I attended a Canon CPS event last week and tried the Canon 24-70 f4 as I have the "old" canon 24-70 f2.8L.
Results were excellent and according to Canon reps, I should be thinking about replacing my 24-70 with one of the new ones as mine was not designed with full frame in mind whereas new ones apparently were, and give significantly better results particularly at the wide angle end ie less distortion/sharper.
I attended a Canon CPS event last week and tried the Canon 24-70 f4 as I have the "old" canon 24-70 f2.8L. Results were excellent and according to Canon reps, I should be thinking about replacing my 24-70 with one of the new ones as mine was not designed with full frame in mind whereas new ones apparently were, and give significantly better results particularly at the wide angle end ie less distortion/sharper.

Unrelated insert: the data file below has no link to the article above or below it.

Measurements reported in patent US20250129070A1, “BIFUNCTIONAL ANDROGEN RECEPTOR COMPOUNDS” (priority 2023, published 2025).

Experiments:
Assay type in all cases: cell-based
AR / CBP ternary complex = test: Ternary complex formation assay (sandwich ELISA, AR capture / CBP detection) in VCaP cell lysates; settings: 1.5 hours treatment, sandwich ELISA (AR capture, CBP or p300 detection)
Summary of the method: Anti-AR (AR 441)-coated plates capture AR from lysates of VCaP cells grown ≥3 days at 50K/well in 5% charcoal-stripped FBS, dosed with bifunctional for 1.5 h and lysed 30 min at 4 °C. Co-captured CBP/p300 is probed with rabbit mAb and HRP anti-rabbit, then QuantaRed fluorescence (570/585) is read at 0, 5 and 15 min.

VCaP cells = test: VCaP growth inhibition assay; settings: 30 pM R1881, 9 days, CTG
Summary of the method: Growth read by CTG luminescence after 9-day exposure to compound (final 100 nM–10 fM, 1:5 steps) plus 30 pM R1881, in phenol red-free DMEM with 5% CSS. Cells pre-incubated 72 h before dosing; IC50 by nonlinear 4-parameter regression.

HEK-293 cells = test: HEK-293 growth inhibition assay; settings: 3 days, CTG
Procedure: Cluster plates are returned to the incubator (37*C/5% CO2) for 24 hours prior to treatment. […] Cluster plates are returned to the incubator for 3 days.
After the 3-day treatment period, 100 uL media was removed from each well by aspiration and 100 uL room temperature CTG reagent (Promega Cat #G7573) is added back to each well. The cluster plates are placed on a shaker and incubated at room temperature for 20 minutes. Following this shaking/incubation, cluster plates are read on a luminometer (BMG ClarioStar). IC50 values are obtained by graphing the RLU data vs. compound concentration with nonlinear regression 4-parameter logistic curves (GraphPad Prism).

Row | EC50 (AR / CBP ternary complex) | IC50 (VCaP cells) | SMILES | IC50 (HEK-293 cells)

Yeah, well he would say that! Besides 'full frame' just means the old 35mm film size, which is what the lens was designed for so hardly makes sense! I'm guess perhaps the sensors are marginally bigger in practice but I cannot see it being a practical issue unless you are shooting very technical work.
The comparisons on this link show the Tamron to be surprisingly good in comparison to the Canon.
Had a quick look and the Tamron certainly gets a good press. In terms of intuitive operation, have a think about the focus and zoom rings position though, if you are going to be changing lenses often.
My usual rule of thumb is - if you use things professionally, i.e. they are the tools that make your living, bite the bullet and spend the money. If not, get something cheaper and pretty much as good and spend the difference on wine, possibly women and song.
I did go a bit ff track with my first reply, the point I intended making was that you can get a new Canon 24-70 f4 at around £650 , less if there's a cash back deal on. Don't know the price of the Tamron but I would stick with a canon f4 in preference to Tamron 2.8, assuming wider aperture is not a deciding factor.